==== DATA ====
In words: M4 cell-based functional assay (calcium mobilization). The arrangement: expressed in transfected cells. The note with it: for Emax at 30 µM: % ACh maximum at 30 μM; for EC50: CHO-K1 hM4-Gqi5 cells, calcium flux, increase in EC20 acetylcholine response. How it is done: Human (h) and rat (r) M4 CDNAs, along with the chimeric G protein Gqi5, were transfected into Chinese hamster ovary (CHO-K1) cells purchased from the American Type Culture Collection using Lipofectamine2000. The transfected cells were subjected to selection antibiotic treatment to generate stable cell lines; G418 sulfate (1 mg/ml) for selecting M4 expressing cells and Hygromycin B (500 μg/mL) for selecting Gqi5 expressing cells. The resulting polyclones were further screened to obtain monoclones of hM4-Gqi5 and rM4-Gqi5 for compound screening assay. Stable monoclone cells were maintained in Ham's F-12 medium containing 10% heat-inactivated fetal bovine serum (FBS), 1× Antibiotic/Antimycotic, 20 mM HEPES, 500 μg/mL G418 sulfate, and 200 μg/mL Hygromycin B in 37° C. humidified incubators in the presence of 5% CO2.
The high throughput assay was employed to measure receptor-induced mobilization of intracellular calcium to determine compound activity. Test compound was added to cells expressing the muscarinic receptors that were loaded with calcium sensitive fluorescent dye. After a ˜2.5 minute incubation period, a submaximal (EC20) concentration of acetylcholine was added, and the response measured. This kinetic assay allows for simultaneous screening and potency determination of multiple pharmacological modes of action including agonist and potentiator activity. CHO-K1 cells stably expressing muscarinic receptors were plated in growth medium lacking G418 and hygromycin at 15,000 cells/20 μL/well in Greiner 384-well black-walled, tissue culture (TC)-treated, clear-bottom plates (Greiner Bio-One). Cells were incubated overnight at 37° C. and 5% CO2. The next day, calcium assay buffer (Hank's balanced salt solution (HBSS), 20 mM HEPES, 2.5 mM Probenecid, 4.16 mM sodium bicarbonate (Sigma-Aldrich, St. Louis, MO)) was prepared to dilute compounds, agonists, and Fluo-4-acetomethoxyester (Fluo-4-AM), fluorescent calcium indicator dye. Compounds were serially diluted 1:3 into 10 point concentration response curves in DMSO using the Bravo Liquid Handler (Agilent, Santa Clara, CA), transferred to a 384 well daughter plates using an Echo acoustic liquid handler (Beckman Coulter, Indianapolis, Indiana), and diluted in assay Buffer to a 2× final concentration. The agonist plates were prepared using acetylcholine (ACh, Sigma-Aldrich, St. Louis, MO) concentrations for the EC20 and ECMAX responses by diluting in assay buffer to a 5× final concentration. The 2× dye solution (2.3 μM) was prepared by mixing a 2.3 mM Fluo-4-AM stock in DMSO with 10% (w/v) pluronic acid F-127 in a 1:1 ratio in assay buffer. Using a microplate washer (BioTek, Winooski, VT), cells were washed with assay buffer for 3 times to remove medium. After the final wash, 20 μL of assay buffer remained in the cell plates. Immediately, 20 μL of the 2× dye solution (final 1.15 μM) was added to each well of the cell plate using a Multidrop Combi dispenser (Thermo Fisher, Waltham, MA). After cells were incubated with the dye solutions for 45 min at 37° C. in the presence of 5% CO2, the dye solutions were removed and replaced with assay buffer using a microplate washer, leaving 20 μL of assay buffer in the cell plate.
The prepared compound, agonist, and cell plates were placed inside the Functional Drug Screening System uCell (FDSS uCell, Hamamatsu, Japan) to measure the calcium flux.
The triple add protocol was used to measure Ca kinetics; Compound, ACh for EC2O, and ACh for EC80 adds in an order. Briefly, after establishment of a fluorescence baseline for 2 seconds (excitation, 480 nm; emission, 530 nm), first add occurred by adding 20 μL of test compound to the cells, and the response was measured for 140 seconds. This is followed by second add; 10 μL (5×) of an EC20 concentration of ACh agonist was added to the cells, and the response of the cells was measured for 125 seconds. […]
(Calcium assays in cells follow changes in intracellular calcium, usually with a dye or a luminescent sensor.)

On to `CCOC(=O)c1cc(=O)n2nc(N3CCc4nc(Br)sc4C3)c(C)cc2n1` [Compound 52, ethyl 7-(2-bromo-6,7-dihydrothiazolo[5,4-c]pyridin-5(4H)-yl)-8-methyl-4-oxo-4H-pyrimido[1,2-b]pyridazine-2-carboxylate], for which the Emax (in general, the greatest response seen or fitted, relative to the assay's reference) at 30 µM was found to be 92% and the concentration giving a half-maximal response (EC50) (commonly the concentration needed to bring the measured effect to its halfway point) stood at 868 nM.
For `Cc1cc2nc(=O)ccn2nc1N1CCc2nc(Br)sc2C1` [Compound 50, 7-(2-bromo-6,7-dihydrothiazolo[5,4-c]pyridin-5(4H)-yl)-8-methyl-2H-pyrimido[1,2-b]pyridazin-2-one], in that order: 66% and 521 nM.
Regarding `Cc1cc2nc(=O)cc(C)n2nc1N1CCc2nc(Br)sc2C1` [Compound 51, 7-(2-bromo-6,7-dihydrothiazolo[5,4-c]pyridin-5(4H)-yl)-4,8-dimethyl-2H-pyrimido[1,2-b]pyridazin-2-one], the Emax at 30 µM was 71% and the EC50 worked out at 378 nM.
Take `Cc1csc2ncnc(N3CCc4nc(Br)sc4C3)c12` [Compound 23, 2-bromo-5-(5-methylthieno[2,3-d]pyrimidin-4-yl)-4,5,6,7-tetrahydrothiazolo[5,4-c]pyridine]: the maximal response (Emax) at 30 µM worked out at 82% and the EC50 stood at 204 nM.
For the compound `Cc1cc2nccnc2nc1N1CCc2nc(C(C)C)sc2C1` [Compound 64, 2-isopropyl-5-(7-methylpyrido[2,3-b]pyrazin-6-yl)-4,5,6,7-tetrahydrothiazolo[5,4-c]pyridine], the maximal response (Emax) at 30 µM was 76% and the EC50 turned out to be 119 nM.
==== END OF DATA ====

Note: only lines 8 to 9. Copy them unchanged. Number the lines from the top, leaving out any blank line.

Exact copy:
Regarding `Cc1cc2nc(=O)cc(C)n2nc1N1CCc2nc(Br)sc2C1` [Compound 51, 7-(2-bromo-6,7-dihydrothiazolo[5,4-c]pyridin-5(4H)-yl)-4,8-dimethyl-2H-pyrimido[1,2-b]pyridazin-2-one], the Emax at 30 µM was 71% and the EC50 worked out at 378 nM.
Take `Cc1csc2ncnc(N3CCc4nc(Br)sc4C3)c12` [Compound 23, 2-bromo-5-(5-methylthieno[2,3-d]pyrimidin-4-yl)-4,5,6,7-tetrahydrothiazolo[5,4-c]pyridine]: the maximal response (Emax) at 30 µM worked out at 82% and the EC50 stood at 204 nM.